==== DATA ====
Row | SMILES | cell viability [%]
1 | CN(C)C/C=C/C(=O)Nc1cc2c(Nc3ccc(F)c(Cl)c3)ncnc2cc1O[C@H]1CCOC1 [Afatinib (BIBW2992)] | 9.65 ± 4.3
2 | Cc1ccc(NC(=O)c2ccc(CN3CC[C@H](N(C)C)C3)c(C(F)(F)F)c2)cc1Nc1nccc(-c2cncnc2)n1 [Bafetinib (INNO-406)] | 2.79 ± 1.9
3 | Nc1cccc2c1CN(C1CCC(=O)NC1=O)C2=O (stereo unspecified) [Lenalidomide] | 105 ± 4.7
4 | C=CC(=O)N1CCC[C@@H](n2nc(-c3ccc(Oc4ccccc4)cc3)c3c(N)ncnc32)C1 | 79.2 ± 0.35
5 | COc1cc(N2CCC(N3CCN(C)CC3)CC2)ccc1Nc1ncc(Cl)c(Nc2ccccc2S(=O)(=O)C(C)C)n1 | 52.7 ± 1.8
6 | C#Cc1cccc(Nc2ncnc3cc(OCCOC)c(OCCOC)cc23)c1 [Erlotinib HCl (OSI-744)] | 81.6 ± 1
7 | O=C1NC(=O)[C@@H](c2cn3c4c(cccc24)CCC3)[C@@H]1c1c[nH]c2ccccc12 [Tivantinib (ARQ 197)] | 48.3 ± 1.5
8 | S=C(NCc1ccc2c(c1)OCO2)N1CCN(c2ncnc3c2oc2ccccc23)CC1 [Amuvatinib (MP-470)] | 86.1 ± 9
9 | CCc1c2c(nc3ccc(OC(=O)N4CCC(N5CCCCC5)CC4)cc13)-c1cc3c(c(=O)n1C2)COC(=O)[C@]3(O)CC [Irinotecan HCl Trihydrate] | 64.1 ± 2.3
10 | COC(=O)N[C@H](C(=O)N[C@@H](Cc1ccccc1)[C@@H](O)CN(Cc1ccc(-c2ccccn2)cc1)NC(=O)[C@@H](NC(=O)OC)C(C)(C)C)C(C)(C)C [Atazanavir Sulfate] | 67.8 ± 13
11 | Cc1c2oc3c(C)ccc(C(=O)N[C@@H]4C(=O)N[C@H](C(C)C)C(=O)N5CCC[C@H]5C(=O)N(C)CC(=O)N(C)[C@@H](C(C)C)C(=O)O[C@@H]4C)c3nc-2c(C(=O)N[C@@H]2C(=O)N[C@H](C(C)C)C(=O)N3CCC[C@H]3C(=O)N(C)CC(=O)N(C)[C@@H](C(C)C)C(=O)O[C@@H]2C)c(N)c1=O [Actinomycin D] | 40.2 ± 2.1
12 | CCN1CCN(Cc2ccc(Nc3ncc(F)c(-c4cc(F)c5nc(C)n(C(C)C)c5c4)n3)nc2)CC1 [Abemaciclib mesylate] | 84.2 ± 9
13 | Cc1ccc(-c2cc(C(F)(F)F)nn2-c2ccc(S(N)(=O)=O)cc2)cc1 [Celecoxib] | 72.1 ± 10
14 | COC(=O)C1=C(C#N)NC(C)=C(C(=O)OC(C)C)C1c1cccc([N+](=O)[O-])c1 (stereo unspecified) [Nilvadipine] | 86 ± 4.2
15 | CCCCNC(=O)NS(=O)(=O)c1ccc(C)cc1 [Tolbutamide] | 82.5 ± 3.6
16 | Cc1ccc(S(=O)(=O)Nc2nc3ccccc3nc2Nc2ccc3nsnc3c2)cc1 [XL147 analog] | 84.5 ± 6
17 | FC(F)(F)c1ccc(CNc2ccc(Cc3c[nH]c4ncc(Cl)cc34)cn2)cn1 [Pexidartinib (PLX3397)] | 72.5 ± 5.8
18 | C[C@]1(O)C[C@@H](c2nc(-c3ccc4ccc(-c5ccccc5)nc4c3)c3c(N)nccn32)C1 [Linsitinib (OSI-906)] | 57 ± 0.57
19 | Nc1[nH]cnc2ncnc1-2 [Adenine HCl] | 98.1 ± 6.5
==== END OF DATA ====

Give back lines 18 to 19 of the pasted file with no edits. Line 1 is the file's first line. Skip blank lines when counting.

17 | FC(F)(F)c1ccc(CNc2ccc(Cc3c[nH]c4ncc(Cl)cc34)cn2)cn1 [Pexidartinib (PLX3397)] | 72.5 ± 5.8
18 | C[C@]1(O)C[C@@H](c2nc(-c3ccc4ccc(-c5ccccc5)nc4c3)c3c(N)nccn32)C1 [Linsitinib (OSI-906)] | 57 ± 0.57